Flagstaff bans recycling of plastics other than bottles, jugs and jars
PHOENIX — A new recycling ban goes into effect June 1 in Flagstaff as the city looks for ways to deal with China’s recent ban on the importation of several kinds of plastic.
Flagstaff residents have been able to recycle any type of rigid plastic with recycling-symbol numbers 1 through 7. Now the city only will accept numbers 1 and 2 in curbside bins.
“A lot of people feel really good when they use their recycling bin, right? They’re not throwing something into a landfill,” said Dylan Lenzen, zero waste coordinator in Flagstaff. “But they also don’t get the full story when they throw something that isn’t recyclable into the recycling bin.”
He anticipates the change will be hard on residents who have been recycling for decades.
“And it gets really, really confusing once we go down the rabbit hole of numbers, and so it’s easier for us to communicate recycling by shape. Essentially narrow down the types of shapes you can recycle to bottles, jugs and jars,” Lenzen said.
“Prior to this point in time, we told people they could recycle all kinds of rigid plastics, so anything that held its shape when you squeezed it to now communicating the fact that the only types of rigid plastic you can recycle are plastic bottles, plastic jugs and plastic jars like peanut butter jars and stuff like that.”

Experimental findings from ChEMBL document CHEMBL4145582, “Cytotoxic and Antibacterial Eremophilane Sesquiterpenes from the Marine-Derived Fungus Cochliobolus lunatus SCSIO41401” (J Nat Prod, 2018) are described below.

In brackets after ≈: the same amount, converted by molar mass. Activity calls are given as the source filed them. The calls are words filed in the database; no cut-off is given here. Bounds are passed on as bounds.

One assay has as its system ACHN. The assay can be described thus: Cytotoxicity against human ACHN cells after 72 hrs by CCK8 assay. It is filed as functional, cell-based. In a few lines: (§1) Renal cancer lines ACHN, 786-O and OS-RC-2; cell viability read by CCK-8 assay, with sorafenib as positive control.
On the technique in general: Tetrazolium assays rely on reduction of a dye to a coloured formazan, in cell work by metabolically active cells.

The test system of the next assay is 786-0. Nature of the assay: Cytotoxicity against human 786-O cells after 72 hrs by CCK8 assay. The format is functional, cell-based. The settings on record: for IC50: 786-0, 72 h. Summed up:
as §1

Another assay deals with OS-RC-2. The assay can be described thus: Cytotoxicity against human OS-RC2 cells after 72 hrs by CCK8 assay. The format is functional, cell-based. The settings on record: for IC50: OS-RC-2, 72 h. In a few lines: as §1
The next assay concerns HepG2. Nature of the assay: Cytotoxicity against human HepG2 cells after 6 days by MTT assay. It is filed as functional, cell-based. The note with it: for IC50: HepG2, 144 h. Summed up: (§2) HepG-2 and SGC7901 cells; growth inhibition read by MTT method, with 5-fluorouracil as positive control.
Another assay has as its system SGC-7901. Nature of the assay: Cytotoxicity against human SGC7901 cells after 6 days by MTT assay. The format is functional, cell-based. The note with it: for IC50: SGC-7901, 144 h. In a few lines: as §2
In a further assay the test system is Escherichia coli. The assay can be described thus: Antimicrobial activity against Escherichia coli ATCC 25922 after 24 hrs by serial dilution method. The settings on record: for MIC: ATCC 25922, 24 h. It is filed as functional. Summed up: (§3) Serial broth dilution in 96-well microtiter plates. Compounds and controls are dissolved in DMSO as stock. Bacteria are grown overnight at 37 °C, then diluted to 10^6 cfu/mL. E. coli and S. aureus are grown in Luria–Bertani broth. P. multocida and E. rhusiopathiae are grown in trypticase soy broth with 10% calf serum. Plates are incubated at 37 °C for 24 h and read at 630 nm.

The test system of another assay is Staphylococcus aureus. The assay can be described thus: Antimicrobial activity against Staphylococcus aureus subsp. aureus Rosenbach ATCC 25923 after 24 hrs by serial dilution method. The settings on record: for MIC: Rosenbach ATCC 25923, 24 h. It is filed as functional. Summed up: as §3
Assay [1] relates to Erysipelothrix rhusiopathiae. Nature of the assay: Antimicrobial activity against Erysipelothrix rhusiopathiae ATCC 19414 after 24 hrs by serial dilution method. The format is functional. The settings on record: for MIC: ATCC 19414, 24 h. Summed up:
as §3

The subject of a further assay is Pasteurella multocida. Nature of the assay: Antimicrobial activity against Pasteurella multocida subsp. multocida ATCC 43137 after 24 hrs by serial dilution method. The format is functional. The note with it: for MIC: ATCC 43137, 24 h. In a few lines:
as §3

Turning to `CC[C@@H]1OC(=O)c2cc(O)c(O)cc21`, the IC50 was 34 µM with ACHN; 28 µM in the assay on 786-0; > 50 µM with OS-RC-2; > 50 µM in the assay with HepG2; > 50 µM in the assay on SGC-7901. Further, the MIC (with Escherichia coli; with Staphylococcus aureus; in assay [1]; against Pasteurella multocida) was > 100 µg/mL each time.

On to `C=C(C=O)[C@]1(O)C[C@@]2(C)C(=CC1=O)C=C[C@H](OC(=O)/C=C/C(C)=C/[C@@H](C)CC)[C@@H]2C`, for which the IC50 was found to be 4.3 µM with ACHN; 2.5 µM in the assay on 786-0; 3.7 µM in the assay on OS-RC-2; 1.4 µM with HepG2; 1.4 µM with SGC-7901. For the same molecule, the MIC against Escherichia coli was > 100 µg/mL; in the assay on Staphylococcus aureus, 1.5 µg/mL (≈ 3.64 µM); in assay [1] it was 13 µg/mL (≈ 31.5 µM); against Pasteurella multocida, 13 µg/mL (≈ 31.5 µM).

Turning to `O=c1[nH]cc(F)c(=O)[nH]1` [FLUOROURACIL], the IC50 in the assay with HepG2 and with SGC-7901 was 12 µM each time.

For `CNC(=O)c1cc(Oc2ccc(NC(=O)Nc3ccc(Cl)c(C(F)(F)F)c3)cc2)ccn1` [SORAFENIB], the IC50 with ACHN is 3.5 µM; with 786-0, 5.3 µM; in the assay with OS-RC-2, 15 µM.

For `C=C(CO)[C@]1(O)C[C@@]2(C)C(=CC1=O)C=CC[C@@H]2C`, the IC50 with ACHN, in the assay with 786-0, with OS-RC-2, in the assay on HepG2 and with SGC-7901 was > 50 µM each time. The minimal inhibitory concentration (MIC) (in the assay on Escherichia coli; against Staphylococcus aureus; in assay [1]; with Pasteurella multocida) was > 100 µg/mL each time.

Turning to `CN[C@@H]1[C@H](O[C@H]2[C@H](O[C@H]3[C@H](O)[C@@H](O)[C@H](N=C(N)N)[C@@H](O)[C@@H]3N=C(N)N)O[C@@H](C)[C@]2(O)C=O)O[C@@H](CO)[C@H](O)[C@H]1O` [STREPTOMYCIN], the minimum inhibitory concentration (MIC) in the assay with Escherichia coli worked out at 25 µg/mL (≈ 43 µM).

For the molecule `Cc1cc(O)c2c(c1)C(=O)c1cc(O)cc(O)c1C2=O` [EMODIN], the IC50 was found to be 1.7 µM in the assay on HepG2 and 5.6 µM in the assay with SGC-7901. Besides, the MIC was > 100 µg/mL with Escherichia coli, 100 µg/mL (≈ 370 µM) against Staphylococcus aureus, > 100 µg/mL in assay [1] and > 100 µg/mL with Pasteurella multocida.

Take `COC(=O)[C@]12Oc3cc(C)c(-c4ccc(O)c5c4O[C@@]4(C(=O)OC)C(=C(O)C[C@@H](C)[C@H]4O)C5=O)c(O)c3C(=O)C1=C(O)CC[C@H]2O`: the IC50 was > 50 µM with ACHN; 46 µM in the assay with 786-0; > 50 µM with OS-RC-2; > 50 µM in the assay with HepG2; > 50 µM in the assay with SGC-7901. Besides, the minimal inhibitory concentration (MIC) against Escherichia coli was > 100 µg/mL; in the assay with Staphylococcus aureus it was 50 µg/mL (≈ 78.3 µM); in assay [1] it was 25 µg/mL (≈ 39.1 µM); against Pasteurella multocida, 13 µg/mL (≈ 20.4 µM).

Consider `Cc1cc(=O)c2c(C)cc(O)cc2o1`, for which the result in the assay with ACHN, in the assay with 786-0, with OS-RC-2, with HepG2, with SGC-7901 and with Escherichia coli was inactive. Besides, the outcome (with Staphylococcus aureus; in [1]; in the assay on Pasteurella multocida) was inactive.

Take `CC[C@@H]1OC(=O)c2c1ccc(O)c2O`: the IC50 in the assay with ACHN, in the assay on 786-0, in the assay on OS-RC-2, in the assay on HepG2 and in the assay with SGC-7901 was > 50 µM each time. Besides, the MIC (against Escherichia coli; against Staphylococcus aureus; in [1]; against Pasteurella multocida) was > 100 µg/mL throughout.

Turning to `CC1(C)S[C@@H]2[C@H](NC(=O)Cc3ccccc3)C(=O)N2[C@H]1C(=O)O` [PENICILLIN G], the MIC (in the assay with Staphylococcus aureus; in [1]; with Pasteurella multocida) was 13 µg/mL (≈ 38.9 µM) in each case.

The policy was changed because China, a major purchaser of recycled products from Flagstaff and other U.S. cities, has stopped importation of two-dozen types of plastic scraps, citing the need to reduce environmental pollution. Before the ban, China purchased roughly half the world’s plastic and paper recyclables, Lenzen said, and the international recycling market is in a tailspin seeking alternatives to filling landfills with plastic.
The city has worked with Norton Environmental to sort and sell Flagstaff’s recyclables, but since China’s ban, Norton has been unable to find buyers for these types of plastic. Lenzen said Flagstaff is not alone, as many other cities across the country have been forced to remove items from their acceptable materials list or send significant amounts of formerly recyclable materials to the landfill.
Lenzen also said China’s decision to ban certain types of recyclables puts U.S. cities in a predicament. There is a bigger problem here: How do cities address a growing problem of material consumption and contamination in the world’s recycling stream?
Lenzen said Flagstaff residents, and recyclers across the U.S., are putting more recyclables in their bins, but they also increasingly have been throwing more non-recyclable items into their bins. The result is that more recyclable items get sent to the landfill as contaminated.
This story is part of Elemental: Covering Sustainability, a new multimedia collaboration between Cronkite News, Arizona PBS, KJZZ, KPCC, Rocky Mountain PBS and PBS SoCal.
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